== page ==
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A two-nation investigation of Leadership Self-perceptions and Motivation to Lead in early adulthood: The moderating role of Gender and Socio-economic Status

Hoyland, Thomas and Alexandros, Psychogios and Epitropaki, Olga and Damiani, Jonathan and Mukhuty, Sumona and Priestnall, Chris (2020) A two-nation investigation of Leadership Self-perceptions and Motivation to Lead in early adulthood: The moderating role of Gender and Socio-economic Status. Leadership and Organization Development Journal. ISSN 0143-7739 (In Press)

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Abstract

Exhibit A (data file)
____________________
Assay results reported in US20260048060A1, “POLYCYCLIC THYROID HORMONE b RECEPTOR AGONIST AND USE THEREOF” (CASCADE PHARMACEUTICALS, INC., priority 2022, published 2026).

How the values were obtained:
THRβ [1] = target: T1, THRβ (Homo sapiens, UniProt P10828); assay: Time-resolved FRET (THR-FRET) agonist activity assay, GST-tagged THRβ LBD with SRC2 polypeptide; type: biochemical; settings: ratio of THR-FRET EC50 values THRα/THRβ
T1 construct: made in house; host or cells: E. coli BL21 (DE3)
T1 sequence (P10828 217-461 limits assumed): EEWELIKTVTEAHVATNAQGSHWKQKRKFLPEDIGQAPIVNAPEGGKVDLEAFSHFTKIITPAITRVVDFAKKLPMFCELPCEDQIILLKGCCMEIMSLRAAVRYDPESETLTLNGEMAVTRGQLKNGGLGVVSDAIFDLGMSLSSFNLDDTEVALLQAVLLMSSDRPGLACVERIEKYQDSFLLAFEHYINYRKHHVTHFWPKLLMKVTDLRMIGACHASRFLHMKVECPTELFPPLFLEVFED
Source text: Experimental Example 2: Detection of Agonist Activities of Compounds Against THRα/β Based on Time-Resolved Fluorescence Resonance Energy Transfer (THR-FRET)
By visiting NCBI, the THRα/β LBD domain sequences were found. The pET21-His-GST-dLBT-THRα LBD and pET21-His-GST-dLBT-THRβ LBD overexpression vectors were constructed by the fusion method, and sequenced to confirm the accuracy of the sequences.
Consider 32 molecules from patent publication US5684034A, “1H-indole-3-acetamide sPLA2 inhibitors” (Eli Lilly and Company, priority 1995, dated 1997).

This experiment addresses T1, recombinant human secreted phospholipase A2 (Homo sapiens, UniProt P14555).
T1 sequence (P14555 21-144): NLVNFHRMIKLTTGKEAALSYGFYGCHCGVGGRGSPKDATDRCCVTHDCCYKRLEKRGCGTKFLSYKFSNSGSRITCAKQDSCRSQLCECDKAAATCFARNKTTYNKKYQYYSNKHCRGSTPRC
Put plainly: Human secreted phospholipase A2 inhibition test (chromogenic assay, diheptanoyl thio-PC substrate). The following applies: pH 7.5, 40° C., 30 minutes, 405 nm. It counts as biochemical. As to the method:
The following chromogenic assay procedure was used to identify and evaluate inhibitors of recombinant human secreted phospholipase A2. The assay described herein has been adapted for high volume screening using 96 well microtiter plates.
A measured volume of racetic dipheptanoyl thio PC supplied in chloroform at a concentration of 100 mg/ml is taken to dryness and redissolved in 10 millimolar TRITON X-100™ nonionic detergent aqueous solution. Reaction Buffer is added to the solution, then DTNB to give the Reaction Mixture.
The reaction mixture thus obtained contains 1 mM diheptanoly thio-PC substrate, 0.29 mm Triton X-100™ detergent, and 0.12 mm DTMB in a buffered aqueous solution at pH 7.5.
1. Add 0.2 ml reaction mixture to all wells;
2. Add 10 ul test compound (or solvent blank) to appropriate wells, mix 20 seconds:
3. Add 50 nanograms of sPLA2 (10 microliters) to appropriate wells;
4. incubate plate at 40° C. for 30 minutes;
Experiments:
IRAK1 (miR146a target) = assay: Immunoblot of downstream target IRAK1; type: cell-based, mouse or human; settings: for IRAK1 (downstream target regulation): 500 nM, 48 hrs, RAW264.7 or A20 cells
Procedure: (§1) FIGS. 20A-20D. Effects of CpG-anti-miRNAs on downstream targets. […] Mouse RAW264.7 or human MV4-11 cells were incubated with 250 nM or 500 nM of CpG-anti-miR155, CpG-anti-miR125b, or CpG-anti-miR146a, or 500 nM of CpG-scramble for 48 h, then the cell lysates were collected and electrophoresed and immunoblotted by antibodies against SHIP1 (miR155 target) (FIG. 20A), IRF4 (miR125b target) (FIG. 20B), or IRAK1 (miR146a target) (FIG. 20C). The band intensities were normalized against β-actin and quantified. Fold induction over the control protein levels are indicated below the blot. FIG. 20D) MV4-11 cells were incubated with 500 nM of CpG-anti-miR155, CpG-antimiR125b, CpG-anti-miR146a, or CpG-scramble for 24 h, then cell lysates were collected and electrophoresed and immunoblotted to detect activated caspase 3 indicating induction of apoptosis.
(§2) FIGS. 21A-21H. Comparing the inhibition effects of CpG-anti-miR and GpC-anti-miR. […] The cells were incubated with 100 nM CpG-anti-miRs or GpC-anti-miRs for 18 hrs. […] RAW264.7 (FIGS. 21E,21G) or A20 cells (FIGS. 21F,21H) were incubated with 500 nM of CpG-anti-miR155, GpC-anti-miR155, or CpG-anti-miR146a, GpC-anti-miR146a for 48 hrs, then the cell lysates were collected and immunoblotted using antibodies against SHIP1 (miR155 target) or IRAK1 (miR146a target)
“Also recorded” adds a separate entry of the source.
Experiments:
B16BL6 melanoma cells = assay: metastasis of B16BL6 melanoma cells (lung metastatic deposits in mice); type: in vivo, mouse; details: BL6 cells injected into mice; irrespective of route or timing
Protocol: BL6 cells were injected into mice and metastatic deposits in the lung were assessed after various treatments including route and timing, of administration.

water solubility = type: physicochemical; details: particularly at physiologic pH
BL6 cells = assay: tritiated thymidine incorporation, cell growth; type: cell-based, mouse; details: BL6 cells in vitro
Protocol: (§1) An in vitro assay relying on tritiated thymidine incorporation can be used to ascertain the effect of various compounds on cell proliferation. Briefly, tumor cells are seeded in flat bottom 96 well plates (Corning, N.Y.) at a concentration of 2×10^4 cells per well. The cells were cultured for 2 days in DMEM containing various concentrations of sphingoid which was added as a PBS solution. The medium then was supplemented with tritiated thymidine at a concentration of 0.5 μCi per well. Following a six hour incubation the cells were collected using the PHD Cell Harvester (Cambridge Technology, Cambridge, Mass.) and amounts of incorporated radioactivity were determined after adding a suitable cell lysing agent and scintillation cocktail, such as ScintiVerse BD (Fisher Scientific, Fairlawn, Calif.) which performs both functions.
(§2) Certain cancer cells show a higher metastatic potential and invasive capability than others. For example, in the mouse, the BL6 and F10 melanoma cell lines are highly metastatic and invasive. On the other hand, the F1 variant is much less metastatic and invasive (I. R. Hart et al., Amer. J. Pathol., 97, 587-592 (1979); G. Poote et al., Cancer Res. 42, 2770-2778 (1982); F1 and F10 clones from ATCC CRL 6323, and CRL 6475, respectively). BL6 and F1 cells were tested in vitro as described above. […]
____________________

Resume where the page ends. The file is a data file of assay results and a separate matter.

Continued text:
Drawing on social-cognitive and motivational literature of leadership, the present study examines the influence of young adults’ self-perceptions of leadership on their leadership self-efficacy and motivation to lead in their future career. We further examine gender and socio-economic status (SES) as important moderators of the proposed relationships. The present investigation consists of a two-study research design, based on data collected from young adult samples across two culturally different countries, namely UK (N=267) and Japan (N=127). The study presents evidence of self-perceptions of leadership influencing leadership self-efficacy and motivation to lead. The results further support the mediating role of leader self-efficacy. Regarding the moderating role of gender, results in both samples showed that the effects of leader-self efficacy on motivation to lead were stronger for males. Socio-economic status was found to moderate the effects of leadership self-perceptions of negative ILTs on leadership self-efficacy in the UK sample and the effects of leadership self-perceptions of positive ILTs on leadership self-efficacy in the Japanese sample. This study fills the gap of empirical research focused on early adulthood influences on leadership development. In particular, this study has a three-fold contribution, by, firstly, developing a conceptual model that examines the role of young adults’ self-perceptions of leadership on their self-efficacy as leaders and motivation-to-lead; secondly examining contingencies of the proposed relationships; and thirdly testing the conceptual model in two countries.

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